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Vernal Pool Awareness Exhibit: A Collaboration of the Arts and Sciences

By Dalton Puffer
On February 15, 2019

Two weeks ago, at the end of January, the culmination of a long-time collaboration between the Arts and Science department was finally unveiled on the main floor of the Silver Center.

New Hampshire is a state which, unfortunately, lacks the people and resources to catalog local vernal pools. Because of this shortage, our state’s vernal habitats are left vulnerable to public misuse as not many people realize how sensitive wetlands are or how much wildlife they truly host. It was for this reason that, in the spring of 2016, PSU Professor of the Environmental Sciences Rachelle Lyons spearheaded a Cluster Project to change that.

Lyons began by including the project in her student’s coursework at PSU. Jacob Clark, a senior Environmental Science and Policy major who has been working on the project with Lyons since its outset, said in an interview that they began by “tracking the presence and absence of amphibians and to identify stressors and threats [of the habitats].” This was the sort of information that the state’s environmental departments were lacking, said Clark.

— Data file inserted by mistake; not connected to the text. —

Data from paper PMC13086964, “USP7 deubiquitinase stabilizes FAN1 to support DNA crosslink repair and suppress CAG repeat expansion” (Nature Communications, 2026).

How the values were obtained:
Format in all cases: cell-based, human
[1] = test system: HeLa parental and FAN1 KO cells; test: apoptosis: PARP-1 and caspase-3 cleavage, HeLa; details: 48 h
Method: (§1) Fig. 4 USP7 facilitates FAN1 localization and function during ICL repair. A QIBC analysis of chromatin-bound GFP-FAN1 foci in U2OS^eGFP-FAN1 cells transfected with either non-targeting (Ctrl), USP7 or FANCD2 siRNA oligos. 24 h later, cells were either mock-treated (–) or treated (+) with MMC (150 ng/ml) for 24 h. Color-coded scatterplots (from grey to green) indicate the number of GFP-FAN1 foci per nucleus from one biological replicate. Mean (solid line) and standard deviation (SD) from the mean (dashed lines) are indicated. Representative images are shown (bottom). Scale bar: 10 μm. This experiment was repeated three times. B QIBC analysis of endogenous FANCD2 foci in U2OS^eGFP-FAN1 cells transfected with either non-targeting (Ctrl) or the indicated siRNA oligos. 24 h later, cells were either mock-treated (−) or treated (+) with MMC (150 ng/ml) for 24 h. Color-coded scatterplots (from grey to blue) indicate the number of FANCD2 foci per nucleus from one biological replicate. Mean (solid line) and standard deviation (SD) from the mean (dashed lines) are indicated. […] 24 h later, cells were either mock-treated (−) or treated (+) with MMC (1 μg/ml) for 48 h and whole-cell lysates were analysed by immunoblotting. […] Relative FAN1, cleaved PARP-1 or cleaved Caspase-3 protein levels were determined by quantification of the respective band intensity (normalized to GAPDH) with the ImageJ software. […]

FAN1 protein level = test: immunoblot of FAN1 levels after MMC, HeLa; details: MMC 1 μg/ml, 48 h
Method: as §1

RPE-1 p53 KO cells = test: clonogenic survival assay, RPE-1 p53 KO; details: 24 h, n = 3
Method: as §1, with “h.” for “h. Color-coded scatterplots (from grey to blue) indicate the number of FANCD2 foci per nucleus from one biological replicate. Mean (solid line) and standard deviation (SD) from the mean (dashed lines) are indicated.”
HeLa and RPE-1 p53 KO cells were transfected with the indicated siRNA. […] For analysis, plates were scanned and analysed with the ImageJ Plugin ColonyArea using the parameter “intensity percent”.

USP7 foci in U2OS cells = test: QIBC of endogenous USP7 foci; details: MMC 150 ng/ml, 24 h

Lyons wanted to include more than just the students. She wanted to get the community involved. She and her students began to work with “landowners and municipal leaders” to “address information gaps and empower individuals and groups to preserve local biodiversity.” (as cited from a poster on display at the exhibit)

Furthermore, she saw this project as a fantastic opportunity to include more than just students of the sciences in employing community outreach. This is when she approached the director of The White Mountain Museum, Cynthia Robinson, and her students of the arts to collaborate.

About a year ago, the two began planning the exhibit that is currently on display at the Silver Center. Katama Rose Murray, who was asked to help curate the project due to her discipline as an eco-art student here at PSU, said in an interview that “their goal was to collaborate as artists and scientists to visually display the work that students and the community have been working on throughout time.”

Since that time a year ago, Lyons, Robinson, and their various students of the arts and sciences have participated in many outreach events with the community. They have been to the Blue Heron School in Holderness, New Hampshire twice to work with the children on art projects and introduce them to vernal habitats and their sensitivities.

The research for this project is currently ongoing. The exhibit will remain on display in the Silver Center’s main lobby until February 28th.

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